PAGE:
“The work of the JCPML team, and more broadly with special collections, is where we bring value to the University by creating research collections of primary materials that wouldn’t be easily available, and that’s something we’ve been doing for well over twenty years and an area we continue to grow in,” said Peter.

“I love working in a stimulating, innovative environment. I’m privileged to rub shoulders with incredibly gifted academics, who are making a difference in their fields, and it gives me a lot of pleasure to see students progress through their studies, and the Library making a difference to those students. The Library is innovative and Curtin is very innovative, so the Library sits well within a University that likes to be fast moving and flexible.”

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Wrestling with Referencing: Library adopts a UniPASS approach

By Curtin Library 10 May 2019 News & events No Comments »

You wouldn’t expect student feedback about a referencing class to be, I wish the session was longer, but this is typical of the response to the Wrestling with Referencing classes run by the Learning Success Librarian team.

The Learning Success Librarian team.


The 60 minute sessions have been described by students as ‘very interesting’, ‘fun’, ‘practical’, and an ‘awesome session’ – again not adjectives that you would typically expect to be associated with referencing! The success of these classes is down to their facilitative approach, where interactive activities replace instruction. In short, these classes have been a success because the library adopted a UniPASS approach.

It’s hard to give up on the idea of teaching. When we first began planning this class, we started with a list of everything we felt we needed to cover, essentially the information students needed in order to approach referencing successfully. The librarian team then had the opportunity to attend Peer Assisted Study Sessions (PASS) Peer Learning Facilitator (PLF) training.

PASS is an international program, originally developed in the US in 1973, which is currently offered to students in the majority of Australian universities. It’s based on the idea of the Learning Pyramid (Dale 1969), which suggests that information retention rates after two weeks for the average student will be 5 per cent from lectures, compared with 75 per cent if they practice doing, or up to 90 per cent if the student ‘teaches’ others. PASS sessions are facilitated, but they’re not taught by PLFs. Instead, students are encouraged to work and learn together through interactive (and fun!) activities.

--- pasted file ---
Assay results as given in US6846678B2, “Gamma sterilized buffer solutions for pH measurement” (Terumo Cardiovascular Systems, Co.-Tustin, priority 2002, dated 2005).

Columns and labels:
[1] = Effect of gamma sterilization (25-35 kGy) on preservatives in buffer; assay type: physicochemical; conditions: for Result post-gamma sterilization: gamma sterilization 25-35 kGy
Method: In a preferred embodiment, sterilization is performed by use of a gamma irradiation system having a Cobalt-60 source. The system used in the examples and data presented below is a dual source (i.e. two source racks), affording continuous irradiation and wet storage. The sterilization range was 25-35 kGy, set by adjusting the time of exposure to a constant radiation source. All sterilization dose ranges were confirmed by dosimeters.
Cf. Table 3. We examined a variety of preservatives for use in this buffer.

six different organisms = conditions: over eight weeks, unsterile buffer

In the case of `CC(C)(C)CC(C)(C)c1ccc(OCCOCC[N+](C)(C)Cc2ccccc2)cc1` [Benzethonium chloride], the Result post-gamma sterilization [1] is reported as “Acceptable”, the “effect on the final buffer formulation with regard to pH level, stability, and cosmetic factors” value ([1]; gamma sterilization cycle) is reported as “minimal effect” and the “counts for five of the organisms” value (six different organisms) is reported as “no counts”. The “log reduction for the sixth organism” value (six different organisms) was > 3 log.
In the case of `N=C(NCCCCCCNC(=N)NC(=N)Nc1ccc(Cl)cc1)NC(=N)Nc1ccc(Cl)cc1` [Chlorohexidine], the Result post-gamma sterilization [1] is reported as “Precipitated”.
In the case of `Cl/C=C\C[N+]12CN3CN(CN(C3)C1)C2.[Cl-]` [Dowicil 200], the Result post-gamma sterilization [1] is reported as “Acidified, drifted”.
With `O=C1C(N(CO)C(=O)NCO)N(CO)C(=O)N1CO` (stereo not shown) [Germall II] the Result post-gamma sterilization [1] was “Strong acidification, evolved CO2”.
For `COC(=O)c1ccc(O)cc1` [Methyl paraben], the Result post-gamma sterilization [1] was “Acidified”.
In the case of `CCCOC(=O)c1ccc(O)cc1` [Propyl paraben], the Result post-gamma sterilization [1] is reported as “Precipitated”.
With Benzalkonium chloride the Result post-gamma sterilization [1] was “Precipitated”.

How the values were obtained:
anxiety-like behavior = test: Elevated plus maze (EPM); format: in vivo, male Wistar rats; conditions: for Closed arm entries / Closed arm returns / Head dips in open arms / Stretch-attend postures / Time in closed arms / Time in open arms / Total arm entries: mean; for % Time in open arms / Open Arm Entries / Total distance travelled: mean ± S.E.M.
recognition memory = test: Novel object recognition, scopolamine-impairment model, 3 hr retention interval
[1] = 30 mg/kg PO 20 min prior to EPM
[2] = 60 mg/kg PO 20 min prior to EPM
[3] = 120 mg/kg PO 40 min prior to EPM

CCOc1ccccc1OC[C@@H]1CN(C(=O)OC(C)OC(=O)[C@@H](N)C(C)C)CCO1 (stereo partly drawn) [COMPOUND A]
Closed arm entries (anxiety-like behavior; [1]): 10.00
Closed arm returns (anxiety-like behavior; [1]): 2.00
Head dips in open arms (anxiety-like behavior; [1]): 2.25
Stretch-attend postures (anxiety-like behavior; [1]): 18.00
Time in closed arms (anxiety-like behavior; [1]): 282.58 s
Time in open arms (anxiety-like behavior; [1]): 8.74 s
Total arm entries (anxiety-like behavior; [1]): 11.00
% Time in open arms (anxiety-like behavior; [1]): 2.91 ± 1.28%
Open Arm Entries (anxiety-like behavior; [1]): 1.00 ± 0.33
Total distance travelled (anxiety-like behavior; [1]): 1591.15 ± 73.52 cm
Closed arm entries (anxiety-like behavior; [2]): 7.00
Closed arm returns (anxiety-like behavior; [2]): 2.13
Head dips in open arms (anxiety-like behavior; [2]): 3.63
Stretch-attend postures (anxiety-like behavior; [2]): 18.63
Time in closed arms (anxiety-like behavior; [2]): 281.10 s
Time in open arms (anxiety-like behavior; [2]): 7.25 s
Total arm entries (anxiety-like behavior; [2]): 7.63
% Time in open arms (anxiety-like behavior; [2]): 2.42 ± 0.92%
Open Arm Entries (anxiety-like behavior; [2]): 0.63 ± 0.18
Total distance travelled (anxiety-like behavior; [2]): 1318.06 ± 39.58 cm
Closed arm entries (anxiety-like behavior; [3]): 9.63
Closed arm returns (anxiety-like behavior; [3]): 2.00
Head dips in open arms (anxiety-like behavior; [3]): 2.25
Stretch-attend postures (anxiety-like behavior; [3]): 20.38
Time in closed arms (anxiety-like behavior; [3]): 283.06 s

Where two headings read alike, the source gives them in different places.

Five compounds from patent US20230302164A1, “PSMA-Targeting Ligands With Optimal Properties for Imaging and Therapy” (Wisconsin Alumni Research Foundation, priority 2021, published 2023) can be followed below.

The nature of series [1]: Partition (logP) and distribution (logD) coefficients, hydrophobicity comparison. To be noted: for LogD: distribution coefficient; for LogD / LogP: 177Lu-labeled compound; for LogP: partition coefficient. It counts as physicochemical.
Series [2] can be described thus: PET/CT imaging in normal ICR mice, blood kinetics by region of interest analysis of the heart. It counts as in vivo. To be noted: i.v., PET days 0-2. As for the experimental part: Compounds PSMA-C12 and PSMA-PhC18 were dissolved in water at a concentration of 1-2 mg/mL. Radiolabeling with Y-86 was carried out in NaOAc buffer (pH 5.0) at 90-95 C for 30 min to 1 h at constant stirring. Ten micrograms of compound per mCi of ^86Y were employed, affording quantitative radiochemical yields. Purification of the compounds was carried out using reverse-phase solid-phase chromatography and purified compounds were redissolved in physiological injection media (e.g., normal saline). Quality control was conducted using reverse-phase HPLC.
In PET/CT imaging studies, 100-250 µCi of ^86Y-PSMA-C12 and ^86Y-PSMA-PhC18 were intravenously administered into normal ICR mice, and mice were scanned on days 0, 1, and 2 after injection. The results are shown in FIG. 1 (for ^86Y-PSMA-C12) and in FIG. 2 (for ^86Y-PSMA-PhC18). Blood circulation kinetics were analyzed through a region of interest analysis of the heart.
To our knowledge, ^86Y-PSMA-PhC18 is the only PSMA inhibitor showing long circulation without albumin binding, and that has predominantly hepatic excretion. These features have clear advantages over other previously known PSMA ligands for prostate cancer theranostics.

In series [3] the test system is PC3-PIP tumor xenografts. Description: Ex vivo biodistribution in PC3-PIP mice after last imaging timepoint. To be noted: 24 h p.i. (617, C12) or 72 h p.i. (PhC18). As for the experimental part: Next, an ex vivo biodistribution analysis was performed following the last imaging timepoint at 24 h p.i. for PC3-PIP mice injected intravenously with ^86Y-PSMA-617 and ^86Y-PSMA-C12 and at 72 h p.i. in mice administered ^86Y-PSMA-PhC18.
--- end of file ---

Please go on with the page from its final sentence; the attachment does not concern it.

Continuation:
Attending the PASS PLF training showed us that we needed to throw our instructivist based lesson plan out the window. Instead, we focused on developing a session where students would work and learn together, with minimal instruction from the presenter. In this constructivist approach, students are placed in groups and, working collaboratively, construct references for different resource types using the self-help referencing materials as their guide. The students tend to make mistakes, but then they learn from them when we review the material together. As we progress through the different examples, we see the students’ confidence and aptitude grow. At the end of the hour, they want to keep going.

The Wrestling with Referencing sessions have been incredibly rewarding and have shown the librarian team a new way to approach information literacy instruction. Feedback from students indicates that this approach keeps them engaged and develops their skills, we can see that they are learning and applying their knowledge. We’re in the process of reviewing all of our face-to-face workshops with the view to making them as interactive as possible. Thanks to our UniPASS training, we have developed the knowledge and skills to assist us in this task.

Learning Success is a Library team comprised of The Learning Centre, UniPASS, Makerspace and Library staff. In 2018 they ran 358 face-to-face workshops for a total of 7094 students. UniPASS ran an average of 51 sessions per week, supporting 52 units, with 12424 individual students attending at least one session.

Reference: Dale, Edgar. 1969. Audio Visual Methods in Teaching. New York: Dryden Press.

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TL Robertson Library – refurbishment update

By Curtin Library 10 May 2019 News & events No Comments »

The TL Robertson Library Building Services Upgrade and Refurbishment Project continues to progress positively, and the Library’s staff-developed-vision of a ‘Library with great heart that inspires great minds’ is a central design driver for us.  

The refurbishment project is progressing positively.